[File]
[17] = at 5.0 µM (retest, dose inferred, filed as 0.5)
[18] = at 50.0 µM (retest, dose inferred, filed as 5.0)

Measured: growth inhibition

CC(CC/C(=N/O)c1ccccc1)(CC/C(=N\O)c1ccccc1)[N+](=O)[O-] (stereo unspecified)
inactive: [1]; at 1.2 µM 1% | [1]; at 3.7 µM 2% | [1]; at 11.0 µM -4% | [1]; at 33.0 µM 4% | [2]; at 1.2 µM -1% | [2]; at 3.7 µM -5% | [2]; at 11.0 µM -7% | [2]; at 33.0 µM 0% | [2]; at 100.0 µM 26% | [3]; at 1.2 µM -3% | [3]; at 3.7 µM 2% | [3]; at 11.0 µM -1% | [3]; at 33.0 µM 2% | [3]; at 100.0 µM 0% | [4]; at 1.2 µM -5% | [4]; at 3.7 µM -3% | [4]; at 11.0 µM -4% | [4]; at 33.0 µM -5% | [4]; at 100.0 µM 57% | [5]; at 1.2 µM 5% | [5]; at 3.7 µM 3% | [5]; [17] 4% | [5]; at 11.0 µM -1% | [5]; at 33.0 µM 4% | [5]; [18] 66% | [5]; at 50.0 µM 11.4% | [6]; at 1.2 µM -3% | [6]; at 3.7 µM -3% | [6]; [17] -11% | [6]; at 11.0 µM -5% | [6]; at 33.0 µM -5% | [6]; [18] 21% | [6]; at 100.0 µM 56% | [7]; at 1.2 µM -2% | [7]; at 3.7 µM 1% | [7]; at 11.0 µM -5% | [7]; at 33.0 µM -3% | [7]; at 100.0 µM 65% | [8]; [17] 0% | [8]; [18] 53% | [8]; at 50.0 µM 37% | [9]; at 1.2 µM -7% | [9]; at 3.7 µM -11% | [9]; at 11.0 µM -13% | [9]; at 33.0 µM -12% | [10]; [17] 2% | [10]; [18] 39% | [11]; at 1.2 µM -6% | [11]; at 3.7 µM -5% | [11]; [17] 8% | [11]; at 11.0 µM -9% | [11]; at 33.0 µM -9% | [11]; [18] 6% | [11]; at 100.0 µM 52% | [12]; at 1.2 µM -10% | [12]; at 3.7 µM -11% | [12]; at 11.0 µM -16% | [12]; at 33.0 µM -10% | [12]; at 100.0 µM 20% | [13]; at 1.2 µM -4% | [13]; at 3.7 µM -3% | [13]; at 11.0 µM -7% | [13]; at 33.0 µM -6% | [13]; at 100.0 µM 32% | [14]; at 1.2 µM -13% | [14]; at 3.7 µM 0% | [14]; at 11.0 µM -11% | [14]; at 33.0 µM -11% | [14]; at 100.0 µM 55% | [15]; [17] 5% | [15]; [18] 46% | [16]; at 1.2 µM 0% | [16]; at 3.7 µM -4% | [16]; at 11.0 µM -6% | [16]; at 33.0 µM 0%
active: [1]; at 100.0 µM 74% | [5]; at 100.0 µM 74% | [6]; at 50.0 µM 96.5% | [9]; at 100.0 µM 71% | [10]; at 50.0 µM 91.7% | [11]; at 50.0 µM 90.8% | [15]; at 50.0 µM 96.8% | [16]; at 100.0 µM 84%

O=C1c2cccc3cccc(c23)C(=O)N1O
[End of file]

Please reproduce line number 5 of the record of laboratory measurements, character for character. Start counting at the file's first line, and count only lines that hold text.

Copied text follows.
inactive: [1]; at 1.2 µM 1% | [1]; at 3.7 µM 2% | [1]; at 11.0 µM -4% | [1]; at 33.0 µM 4% | [2]; at 1.2 µM -1% | [2]; at 3.7 µM -5% | [2]; at 11.0 µM -7% | [2]; at 33.0 µM 0% | [2]; at 100.0 µM 26% | [3]; at 1.2 µM -3% | [3]; at 3.7 µM 2% | [3]; at 11.0 µM -1% | [3]; at 33.0 µM 2% | [3]; at 100.0 µM 0% | [4]; at 1.2 µM -5% | [4]; at 3.7 µM -3% | [4]; at 11.0 µM -4% | [4]; at 33.0 µM -5% | [4]; at 100.0 µM 57% | [5]; at 1.2 µM 5% | [5]; at 3.7 µM 3% | [5]; [17] 4% | [5]; at 11.0 µM -1% | [5]; at 33.0 µM 4% | [5]; [18] 66% | [5]; at 50.0 µM 11.4% | [6]; at 1.2 µM -3% | [6]; at 3.7 µM -3% | [6]; [17] -11% | [6]; at 11.0 µM -5% | [6]; at 33.0 µM -5% | [6]; [18] 21% | [6]; at 100.0 µM 56% | [7]; at 1.2 µM -2% | [7]; at 3.7 µM 1% | [7]; at 11.0 µM -5% | [7]; at 33.0 µM -3% | [7]; at 100.0 µM 65% | [8]; [17] 0% | [8]; [18] 53% | [8]; at 50.0 µM 37% | [9]; at 1.2 µM -7% | [9]; at 3.7 µM -11% | [9]; at 11.0 µM -13% | [9]; at 33.0 µM -12% | [10]; [17] 2% | [10]; [18] 39% | [11]; at 1.2 µM -6% | [11]; at 3.7 µM -5% | [11]; [17] 8% | [11]; at 11.0 µM -9% | [11]; at 33.0 µM -9% | [11]; [18] 6% | [11]; at 100.0 µM 52% | [12]; at 1.2 µM -10% | [12]; at 3.7 µM -11% | [12]; at 11.0 µM -16% | [12]; at 33.0 µM -10% | [12]; at 100.0 µM 20% | [13]; at 1.2 µM -4% | [13]; at 3.7 µM -3% | [13]; at 11.0 µM -7% | [13]; at 33.0 µM -6% | [13]; at 100.0 µM 32% | [14]; at 1.2 µM -13% | [14]; at 3.7 µM 0% | [14]; at 11.0 µM -11% | [14]; at 33.0 µM -11% | [14]; at 100.0 µM 55% | [15]; [17] 5% | [15]; [18] 46% | [16]; at 1.2 µM 0% | [16]; at 3.7 µM -4% | [16]; at 11.0 µM -6% | [16]; at 33.0 µM 0%